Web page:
Is she assertive or ruthless? The stereotype of the she-devil boss abounds in the workplace. And there is some truth to every stereotype. Unfettered, women have been able to accomplish on many fronts; consequently, they have earned their promotions. Yet, many women prefer a male boss. Why?
According to Gallup polls female aversion to a female boss is concentrated among older women from ages 35 and up. A University of Toronto Study (2008) reported that women working for a female supervisor experience more stress symptoms (emotional and physical) than women working for a male. A British study reveals that one out of six women experience underlying tensions with a female boss. “Men make better bosses because they are easy-to–read. You are on a more stable playing field.”
Female employees complain that their female supervisors:
* Bring problems to work with them
* Have mood swings.
* Don’t have a clear company vision and are all over the map.
* Don’t do as a good a job as they could do.
How to navigate the workplace when you don’t like your boss – male or female:
* Often employees actualize their negative prophecies. Even if in the past you have had bad experiences with your boss, begin each day with a clean slate. Could you be in some way fueling the fire? Don’t play the victim. Change your own dynamics –act empowered and knowledgeable.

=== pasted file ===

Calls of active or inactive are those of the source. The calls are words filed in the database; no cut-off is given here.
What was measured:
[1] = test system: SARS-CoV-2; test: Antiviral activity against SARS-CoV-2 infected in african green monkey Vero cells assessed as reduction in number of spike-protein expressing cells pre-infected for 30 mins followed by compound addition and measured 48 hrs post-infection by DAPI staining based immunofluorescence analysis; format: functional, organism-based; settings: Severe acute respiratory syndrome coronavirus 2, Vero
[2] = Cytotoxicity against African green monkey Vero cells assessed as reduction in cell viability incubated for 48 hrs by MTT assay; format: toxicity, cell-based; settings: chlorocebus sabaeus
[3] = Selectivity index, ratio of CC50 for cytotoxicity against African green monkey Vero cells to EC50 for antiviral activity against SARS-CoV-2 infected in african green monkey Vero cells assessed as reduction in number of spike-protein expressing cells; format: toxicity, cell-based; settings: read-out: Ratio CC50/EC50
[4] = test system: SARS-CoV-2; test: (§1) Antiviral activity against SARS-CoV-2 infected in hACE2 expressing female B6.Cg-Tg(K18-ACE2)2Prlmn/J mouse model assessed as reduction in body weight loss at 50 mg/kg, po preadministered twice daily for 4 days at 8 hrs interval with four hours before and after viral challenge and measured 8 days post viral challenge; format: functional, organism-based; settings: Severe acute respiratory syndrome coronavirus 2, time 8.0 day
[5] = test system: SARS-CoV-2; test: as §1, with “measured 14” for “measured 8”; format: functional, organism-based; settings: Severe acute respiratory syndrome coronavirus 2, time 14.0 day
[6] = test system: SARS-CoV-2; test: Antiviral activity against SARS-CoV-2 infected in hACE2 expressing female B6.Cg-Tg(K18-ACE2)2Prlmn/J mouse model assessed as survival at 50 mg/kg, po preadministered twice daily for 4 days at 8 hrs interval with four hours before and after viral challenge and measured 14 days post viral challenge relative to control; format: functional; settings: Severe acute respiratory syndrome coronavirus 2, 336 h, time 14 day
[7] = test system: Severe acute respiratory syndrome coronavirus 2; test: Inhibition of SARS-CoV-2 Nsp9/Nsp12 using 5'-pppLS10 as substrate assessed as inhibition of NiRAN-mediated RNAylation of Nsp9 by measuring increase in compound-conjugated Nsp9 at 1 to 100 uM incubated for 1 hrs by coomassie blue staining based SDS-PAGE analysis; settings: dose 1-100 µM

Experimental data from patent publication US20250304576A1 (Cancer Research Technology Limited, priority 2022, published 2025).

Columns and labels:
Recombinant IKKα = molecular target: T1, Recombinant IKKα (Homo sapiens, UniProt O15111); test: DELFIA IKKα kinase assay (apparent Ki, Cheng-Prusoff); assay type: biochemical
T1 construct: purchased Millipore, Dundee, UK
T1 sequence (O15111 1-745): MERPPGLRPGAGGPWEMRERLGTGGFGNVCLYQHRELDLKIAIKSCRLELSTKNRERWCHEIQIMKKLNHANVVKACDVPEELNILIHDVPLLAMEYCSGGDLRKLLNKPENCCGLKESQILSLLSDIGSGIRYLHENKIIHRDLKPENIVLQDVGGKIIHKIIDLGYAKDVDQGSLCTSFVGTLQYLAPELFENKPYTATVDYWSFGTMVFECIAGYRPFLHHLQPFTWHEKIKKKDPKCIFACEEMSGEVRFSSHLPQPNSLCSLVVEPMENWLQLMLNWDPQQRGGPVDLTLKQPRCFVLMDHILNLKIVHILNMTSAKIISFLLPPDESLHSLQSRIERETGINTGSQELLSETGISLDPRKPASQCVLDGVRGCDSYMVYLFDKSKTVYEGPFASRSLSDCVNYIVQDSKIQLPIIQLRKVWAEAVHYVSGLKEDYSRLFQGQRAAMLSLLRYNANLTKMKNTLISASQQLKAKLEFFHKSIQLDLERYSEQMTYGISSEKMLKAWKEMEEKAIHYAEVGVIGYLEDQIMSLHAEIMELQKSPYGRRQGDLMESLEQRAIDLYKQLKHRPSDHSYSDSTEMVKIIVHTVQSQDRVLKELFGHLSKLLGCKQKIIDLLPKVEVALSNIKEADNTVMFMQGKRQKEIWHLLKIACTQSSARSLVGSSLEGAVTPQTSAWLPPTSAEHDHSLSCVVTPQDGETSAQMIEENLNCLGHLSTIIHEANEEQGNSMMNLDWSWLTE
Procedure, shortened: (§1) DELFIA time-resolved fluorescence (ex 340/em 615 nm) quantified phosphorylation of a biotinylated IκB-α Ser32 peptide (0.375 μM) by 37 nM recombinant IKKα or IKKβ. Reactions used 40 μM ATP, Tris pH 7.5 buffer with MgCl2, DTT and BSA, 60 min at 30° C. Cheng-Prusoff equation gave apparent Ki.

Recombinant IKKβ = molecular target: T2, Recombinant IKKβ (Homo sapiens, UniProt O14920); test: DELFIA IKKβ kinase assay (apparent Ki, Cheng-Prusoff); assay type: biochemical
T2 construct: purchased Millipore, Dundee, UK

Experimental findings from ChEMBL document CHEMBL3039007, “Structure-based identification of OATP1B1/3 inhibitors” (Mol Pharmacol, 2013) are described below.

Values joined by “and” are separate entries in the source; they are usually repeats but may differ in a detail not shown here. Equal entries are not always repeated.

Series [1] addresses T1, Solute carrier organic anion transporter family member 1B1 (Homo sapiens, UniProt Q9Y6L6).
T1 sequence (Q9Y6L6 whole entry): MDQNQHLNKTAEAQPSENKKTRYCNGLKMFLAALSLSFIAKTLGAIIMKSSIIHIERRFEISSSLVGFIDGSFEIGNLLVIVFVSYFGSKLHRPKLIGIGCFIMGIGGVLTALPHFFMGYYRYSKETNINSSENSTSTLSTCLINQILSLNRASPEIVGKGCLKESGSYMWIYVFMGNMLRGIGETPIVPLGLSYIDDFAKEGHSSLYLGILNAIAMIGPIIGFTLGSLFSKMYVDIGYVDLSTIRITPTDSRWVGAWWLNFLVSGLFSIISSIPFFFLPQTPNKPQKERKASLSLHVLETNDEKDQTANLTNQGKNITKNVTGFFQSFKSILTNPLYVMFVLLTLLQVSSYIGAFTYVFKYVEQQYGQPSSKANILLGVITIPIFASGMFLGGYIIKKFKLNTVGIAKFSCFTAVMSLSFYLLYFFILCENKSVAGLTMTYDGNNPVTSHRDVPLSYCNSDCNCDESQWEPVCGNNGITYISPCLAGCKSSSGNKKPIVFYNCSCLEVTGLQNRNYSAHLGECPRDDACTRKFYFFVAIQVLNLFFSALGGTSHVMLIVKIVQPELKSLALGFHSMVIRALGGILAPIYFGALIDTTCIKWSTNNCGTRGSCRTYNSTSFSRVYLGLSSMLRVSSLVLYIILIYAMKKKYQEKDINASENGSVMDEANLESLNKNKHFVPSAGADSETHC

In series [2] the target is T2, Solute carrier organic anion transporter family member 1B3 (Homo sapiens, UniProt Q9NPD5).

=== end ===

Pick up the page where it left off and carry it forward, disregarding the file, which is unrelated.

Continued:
* Remember to maintain good posture – shoulders back and down. Not only will your boss respect your demeanor, but studies show that good posture activates confidence in your own work. And when you believe in what you are doing, you transmit this state of mind at work.
* Affirm your boss (verbally or in your mind) with kindness and compassion. Your boss takes the heat when things go wrong on the work front. Many conflicts are halted when you see things from the other side.
* Make your boss feel secure. Cornered, anxious or fearful animals lash out.
* When at work just do your work – what a relief to leave your miserable problems at home and take a break.
* If you feel that you are about to boil over, take a walk out in the light. This way when you return to your desk, you can respond rather than react.
* If your boss is doling out impossible assignments that you feel won’t work, ask her to show you how. Sometimes she doesn’t realize the improbability until she actually tries to do it herself.
* If you feel that you are smarter and more capable than your boss, don’t regard her with baleful eyes. Instead become the go-to person in your niche, come earlier and stay later, answer questions and help others out like a team player; soon you will get promoted.
By Debbie Mandel